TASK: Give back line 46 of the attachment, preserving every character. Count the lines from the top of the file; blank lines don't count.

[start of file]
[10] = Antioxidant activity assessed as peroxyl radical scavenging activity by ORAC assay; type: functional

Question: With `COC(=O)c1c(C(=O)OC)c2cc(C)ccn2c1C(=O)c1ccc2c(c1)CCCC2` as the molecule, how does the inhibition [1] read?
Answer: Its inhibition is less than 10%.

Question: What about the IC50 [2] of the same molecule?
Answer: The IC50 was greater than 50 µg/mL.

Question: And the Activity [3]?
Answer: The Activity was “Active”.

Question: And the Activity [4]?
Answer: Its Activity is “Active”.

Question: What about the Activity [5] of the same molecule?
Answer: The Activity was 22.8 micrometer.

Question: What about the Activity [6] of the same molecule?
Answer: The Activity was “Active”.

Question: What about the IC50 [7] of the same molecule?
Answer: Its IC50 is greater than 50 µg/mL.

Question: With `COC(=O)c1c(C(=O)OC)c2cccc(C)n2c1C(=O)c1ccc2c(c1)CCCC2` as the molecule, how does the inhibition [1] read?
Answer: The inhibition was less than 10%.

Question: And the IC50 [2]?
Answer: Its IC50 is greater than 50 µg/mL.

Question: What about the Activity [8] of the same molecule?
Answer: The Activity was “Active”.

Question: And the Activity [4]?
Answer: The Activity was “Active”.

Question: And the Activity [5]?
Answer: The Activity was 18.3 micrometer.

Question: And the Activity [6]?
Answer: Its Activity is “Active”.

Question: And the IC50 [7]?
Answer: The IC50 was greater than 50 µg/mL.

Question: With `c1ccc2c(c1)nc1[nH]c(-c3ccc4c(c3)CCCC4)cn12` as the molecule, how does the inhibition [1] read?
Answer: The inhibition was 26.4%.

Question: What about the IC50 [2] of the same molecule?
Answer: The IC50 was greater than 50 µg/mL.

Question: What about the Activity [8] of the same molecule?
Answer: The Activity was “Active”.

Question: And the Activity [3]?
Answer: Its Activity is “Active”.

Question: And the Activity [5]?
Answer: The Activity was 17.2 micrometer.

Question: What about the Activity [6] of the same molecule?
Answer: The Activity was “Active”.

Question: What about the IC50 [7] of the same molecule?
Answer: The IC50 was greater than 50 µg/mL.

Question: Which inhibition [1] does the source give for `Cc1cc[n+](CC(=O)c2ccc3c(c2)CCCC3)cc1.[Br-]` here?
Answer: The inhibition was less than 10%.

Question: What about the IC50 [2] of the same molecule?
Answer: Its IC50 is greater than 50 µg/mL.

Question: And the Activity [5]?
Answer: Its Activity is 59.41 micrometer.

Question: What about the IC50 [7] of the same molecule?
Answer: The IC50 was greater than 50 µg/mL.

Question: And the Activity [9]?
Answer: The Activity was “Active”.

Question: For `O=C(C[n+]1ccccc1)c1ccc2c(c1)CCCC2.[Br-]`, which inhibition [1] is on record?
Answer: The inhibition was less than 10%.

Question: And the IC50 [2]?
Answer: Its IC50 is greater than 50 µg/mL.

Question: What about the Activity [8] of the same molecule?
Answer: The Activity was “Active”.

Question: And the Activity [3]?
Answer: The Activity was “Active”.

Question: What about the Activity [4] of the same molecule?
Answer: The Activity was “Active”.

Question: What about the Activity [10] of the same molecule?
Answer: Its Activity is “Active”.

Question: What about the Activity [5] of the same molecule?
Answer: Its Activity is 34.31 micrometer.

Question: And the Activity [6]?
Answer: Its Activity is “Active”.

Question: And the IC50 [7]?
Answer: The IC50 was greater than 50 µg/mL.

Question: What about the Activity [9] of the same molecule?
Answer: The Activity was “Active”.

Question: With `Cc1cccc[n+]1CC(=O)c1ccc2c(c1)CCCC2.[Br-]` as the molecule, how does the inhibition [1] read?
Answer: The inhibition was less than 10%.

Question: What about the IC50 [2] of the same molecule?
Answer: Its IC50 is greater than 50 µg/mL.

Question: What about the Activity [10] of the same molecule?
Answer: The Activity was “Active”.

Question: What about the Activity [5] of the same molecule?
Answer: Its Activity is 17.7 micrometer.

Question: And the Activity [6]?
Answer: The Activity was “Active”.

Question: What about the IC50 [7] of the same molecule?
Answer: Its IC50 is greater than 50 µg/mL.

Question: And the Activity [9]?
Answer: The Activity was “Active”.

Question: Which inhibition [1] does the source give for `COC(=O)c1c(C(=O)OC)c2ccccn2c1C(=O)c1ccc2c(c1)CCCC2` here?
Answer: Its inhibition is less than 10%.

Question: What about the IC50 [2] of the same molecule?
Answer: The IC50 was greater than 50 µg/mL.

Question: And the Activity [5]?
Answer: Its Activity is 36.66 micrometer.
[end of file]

Question: What about the IC50 [2] of the same molecule?